Indoor Air Quality and Health
The U.S. Environmental Protection Agency (EPA) defines IAQ as the air quality within and around buildings and structures, especially as it relates to the health and comfort of building occupants, and reports that indoor levels of many pollutants may be 25 to 100 times higher than outdoor levels. It is therefore important to understand and control common pollutants indoors to help reduce your risk of indoor health concerns.
Short-term health effects may show up after a single exposure or repeated exposures to a pollutant. These include irritation of the eyes, nose, and throat, headaches, dizziness, and fatigue. Long-term health effects may show up either years after exposure has occurred or only after long or repeated periods of exposure. These effects, which include stroke, heart disease, lung cancer, and chronic and acute respiratory diseases, including asthma, reduced lung function, and mortality (EPA, 2009).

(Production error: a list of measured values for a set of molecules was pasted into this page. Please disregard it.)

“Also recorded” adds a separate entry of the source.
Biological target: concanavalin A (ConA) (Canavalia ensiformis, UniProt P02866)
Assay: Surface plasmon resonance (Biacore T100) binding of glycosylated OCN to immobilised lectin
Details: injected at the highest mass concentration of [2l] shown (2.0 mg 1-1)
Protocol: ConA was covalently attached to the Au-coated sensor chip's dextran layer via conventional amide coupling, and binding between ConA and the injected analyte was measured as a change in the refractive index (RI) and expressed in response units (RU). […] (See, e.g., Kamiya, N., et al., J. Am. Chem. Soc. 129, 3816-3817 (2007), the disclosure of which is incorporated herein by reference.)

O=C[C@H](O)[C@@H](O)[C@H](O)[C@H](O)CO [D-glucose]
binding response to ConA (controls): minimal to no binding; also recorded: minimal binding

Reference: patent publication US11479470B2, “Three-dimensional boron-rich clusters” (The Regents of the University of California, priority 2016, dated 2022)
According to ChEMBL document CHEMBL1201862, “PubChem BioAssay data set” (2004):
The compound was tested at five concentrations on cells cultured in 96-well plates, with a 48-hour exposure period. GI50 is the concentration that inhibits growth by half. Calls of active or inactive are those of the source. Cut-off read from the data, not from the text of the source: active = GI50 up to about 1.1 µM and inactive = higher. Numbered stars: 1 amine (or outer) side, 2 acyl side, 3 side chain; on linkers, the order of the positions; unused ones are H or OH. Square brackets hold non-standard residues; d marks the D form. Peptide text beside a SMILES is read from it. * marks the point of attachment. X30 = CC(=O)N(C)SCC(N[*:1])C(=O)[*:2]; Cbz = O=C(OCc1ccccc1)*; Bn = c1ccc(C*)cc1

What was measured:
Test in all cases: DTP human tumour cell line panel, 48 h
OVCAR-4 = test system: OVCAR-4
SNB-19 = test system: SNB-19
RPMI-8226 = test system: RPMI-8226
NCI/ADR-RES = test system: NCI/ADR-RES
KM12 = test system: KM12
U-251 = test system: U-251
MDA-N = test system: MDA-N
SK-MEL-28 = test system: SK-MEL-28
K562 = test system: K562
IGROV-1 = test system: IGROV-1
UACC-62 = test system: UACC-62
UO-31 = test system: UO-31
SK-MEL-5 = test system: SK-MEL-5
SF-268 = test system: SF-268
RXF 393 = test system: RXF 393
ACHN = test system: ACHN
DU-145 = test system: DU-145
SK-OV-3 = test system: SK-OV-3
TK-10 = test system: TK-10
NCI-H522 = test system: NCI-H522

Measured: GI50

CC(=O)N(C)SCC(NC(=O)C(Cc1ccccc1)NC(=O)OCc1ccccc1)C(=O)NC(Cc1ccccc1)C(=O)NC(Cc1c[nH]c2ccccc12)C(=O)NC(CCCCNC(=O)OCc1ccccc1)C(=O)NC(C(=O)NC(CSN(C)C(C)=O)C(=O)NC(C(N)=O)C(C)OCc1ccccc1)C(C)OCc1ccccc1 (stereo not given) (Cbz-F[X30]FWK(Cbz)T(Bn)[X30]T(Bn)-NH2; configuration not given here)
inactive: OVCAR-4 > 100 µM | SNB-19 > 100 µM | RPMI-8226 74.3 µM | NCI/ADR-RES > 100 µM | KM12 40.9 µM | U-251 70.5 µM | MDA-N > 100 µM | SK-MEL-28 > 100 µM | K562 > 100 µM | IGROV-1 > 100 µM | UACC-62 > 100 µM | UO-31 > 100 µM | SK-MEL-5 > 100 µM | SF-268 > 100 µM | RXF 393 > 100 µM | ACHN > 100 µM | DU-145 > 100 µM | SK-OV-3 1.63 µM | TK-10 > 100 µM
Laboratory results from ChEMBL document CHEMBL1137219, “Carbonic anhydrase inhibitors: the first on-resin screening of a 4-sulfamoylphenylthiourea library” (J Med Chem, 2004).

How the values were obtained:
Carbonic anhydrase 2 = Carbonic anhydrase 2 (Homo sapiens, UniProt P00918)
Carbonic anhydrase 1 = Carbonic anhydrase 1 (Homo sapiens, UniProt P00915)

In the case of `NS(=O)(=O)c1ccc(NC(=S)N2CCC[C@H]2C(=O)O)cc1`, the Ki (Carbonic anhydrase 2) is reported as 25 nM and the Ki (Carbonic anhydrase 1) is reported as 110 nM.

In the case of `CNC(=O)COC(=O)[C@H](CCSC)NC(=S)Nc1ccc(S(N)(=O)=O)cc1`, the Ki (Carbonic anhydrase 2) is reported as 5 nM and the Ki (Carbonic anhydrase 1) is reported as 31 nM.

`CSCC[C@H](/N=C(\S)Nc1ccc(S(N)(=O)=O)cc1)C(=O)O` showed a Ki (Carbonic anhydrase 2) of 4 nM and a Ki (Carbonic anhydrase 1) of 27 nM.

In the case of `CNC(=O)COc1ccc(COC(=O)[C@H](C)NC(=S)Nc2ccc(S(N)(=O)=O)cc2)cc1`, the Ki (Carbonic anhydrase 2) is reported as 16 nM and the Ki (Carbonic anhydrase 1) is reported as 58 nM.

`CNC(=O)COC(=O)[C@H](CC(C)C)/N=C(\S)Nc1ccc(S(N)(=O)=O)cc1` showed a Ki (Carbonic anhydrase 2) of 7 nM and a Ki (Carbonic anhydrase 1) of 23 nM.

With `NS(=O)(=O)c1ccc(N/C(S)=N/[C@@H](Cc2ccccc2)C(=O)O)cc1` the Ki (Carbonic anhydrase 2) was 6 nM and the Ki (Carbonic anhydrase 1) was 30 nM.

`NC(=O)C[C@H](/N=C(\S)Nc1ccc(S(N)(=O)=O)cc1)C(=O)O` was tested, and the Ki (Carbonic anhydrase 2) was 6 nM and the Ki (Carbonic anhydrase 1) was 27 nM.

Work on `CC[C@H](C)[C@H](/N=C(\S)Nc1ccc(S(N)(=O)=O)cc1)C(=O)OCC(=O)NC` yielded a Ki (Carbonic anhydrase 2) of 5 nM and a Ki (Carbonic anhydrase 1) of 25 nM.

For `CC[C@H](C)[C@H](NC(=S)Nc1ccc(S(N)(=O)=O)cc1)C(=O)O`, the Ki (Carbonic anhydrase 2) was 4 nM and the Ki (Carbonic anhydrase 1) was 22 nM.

Individual reactions to indoor air pollutants depends on several factors including age and preexisting medical conditions. In some cases, whether a person reacts to a pollutant depends on individual sensitivity, which varies tremendously from person to person.